Google Patents Doodling!

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It wasn't bad enough that Google tried to copy all the dusty books in all the research libraries in all the world.

Or that it photographed your swimming pool from space. Or snapped pictures of your home or devised a scary car that drives itself.


Now the giant, omnivorous, all-aspiring, engine of search has patented doodling.

Does this mean that next time you put pen to paper you'll need to call California and ask permission first? Not exactly.

This week the Patent Office awarded Sergey Brin, Google's co-founder and head of technology with Patent # 7,912, 915 for what's known as the doodle.

On Google's home page, for those from Mars, near the top sits a single word, regal and immutable: 'Google.'

But while the word itself remains constant, its appearance varies, depending on the date, on world events, on historical anniversaries, or on the whim and humor of Google's half-dozen full time artist/doodlers.

Is today Thomas Edison's birthday? Then the letters that make up Google may be formed out of little light bulbs or other Edison's inventions. There might be animation. If you click on the word Google, you might hear Edison's voice. The whole thing is considered a Doodle.

It's this method for "enticing" (Google's word) users to access its site—and the enticement possible—is what the company has patented.

Marie Conroy of San Francisco, an inveterate searcher, uses Google all the time and gets a kick out of these doodles. Her favorites, she says, have included one celebrating John Lennon's birthday (a drawing that drew itself and evolved as the viewer watched) and a tribute to cartoonist Rube Goldberg (a whimsical machine that on every viewing grew more and more complicated).

Cute and clever Doodles may be. But are they patentable? The idea strikes some tech-watchers as preposterous. "Absurd" one pundit calls it. Another accuses the Patent Office, in having granted the patent, "of smoking something they shouldn't be."

Patent attorney Kenneth Bressler, a partner at Manhattan law firm Blank Rome LLP, says of the Doodle patent, "I'm not sure it's justified." Were it enforceable (which he doesn't think it is), it would prevent "Macy's from having a picture of a turkey on its website at Thanksgiving."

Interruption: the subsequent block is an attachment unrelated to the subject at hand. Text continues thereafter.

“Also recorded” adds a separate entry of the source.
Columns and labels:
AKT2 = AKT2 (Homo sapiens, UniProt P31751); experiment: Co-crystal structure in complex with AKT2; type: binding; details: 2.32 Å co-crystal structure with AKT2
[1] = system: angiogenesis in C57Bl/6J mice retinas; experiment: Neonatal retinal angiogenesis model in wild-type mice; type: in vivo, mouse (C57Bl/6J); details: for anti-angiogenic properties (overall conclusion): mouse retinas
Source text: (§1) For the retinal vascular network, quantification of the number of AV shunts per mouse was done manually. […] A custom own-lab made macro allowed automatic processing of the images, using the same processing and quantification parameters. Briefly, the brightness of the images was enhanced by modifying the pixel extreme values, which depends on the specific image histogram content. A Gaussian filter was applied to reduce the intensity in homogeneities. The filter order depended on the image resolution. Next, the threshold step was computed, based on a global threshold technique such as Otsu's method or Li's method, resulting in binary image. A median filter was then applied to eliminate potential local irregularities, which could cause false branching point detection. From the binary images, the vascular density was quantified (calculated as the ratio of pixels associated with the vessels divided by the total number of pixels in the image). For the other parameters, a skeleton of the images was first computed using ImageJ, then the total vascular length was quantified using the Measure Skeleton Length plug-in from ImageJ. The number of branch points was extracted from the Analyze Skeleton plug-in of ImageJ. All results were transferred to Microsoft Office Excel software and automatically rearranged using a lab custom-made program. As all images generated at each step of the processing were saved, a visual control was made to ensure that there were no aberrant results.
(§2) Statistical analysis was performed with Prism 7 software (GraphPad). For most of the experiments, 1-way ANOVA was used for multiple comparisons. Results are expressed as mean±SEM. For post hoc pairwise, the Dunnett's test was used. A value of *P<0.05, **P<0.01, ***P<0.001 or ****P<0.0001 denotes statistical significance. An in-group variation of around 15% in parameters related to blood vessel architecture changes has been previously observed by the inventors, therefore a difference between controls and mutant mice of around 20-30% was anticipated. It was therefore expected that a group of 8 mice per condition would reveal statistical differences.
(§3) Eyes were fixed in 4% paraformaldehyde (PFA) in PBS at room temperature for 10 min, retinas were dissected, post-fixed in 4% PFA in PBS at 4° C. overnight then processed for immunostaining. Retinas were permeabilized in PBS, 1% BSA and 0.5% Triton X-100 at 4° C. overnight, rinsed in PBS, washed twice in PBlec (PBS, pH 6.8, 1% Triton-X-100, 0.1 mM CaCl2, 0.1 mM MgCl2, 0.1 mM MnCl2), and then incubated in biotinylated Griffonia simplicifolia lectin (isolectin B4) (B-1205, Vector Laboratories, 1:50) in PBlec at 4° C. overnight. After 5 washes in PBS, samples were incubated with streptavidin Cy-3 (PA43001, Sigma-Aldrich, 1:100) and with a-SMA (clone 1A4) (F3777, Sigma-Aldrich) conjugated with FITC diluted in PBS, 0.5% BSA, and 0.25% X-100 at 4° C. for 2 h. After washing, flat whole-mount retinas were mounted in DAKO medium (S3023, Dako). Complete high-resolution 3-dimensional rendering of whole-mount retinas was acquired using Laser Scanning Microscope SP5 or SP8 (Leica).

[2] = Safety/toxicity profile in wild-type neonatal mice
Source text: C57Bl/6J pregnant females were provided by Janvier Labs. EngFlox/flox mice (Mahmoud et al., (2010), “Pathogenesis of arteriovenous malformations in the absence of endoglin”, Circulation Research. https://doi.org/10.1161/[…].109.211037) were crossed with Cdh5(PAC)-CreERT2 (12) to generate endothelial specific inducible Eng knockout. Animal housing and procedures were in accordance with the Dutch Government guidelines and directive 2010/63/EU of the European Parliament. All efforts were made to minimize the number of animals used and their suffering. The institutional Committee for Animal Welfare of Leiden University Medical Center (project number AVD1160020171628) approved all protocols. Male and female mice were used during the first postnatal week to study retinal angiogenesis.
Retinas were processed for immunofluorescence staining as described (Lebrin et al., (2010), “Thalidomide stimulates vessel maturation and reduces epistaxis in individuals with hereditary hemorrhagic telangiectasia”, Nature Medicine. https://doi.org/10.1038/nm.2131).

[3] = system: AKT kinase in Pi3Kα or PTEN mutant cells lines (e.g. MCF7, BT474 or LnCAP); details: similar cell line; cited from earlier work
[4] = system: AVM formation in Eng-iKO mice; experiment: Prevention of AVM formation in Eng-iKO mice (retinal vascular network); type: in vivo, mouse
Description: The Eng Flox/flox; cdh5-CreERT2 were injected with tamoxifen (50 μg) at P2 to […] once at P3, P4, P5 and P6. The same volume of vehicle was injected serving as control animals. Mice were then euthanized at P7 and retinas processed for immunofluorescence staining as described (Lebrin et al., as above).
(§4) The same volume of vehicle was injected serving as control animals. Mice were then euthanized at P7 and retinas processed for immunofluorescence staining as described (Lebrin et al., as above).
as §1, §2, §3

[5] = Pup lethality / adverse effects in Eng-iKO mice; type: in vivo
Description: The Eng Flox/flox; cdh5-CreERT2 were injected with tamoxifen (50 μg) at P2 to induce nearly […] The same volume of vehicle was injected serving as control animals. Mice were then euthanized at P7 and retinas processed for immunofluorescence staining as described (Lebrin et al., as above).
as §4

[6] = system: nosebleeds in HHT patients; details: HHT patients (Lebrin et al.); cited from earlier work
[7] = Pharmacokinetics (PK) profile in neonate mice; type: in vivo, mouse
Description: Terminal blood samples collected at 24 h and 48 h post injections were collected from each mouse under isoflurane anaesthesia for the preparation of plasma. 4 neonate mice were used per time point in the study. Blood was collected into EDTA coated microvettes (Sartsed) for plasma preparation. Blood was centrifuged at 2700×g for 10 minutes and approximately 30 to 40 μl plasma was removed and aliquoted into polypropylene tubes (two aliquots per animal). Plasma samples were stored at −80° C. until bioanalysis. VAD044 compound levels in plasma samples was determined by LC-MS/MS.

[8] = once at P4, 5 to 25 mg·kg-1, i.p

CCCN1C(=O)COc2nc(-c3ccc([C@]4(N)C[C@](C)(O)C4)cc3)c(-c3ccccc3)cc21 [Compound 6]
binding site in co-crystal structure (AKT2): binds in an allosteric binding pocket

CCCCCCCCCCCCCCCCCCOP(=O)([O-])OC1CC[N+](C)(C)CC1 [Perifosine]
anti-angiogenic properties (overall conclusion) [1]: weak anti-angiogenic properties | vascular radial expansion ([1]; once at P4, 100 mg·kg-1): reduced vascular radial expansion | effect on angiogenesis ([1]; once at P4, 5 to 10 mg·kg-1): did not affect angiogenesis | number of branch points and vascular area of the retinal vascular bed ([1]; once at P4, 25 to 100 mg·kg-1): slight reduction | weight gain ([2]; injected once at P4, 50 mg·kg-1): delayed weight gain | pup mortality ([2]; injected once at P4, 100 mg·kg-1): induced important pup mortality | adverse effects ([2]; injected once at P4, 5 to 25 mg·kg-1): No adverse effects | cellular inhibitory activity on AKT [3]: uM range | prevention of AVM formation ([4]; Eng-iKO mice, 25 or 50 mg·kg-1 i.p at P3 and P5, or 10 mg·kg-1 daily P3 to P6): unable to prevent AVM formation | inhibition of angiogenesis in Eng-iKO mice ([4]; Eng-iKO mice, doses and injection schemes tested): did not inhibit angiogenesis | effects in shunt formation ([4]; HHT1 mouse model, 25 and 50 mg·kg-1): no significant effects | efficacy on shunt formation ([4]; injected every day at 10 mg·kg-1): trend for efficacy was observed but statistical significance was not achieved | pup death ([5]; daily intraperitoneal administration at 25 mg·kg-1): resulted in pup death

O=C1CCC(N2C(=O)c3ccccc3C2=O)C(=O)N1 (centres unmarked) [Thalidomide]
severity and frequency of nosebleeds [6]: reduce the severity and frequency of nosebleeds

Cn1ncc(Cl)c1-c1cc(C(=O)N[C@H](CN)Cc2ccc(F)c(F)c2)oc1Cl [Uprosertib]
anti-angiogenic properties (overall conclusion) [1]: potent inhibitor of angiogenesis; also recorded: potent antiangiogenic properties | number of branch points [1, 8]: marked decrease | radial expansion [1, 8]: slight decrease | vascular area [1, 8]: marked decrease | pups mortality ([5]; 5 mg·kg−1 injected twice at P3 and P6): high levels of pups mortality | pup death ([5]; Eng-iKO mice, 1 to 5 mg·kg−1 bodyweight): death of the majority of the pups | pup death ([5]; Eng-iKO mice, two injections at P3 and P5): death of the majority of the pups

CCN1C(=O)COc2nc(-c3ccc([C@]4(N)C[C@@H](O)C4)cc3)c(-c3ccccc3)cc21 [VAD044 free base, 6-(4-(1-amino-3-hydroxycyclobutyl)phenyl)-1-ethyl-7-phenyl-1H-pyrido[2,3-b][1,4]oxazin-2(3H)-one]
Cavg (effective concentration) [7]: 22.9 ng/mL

Making something by adding enticing artwork or other enhancements—even ones that vary according to season or circumstance--is not new, he argues. And the technique is obvious. Only things non-obvious can be patented.

Silicon Valley entrepreneur Kenneth Sherman strongly disagrees.

Sherman, who has shepherded dozens of patents successfully through the approval process, has a new one pending for an enhancement of the online- and e-book reading experience called "Magic Reader." Everything is obvious, he says, after it's been invented. Today's obvious was yesterday's unimagined.

Sherman finds several facts about the Google patent impressive:

First, it was filed more than 10 years ago, when few people envisioned all-singing, all-dancing home page logos. Second, it was filed by Brin alone -- not by a group of inventors. That Brin was sole inventor, says Sherman, is a testament to Brin's foresight and creativity.

Richard Siegel, CEO of Internet technology provider Archbridge, Inc., shares Sherman's view: "For having been filed ten years ago, this is brilliant -- the idea that a logo can be exciting. It doesn't have to be a standard rubber stamp, but can instead be used as a way to enhance people's enjoyment of what they're viewing. This shows me Google was on the ball even back in 2001."

As to whether the technique is non-obvious: "The Patent Office had ten years to go over that carefully. I would defer to the patent examiner on that."

Author Ken Auletta, who covers media for the New Yorker, analyzed Google's co-founders and their corporate culture in his 2009 book "Googled: The End of the World as We Know It." He thinks the patent speaks volumes.

It's typical of Brin to have been sole inventor, says Auletta. "That Sergey would create a doddle and then patent it is not inconsistent. These two guys [Brin and co-founder Larry Page] aren't absentee landlords. They're personally involved in every detail. They like making jokes. There's a certain lightness about their approach, which is part of why they've been successful."

There were a lot of other search engines already on the scene in 1998, when Google came along. But Brin and Page "decided to have fun with the home page -- not to run any ads on it, just to have a little Doodle and some print."

By doing that, says Auletta, "They won the trust and good humor of searchers."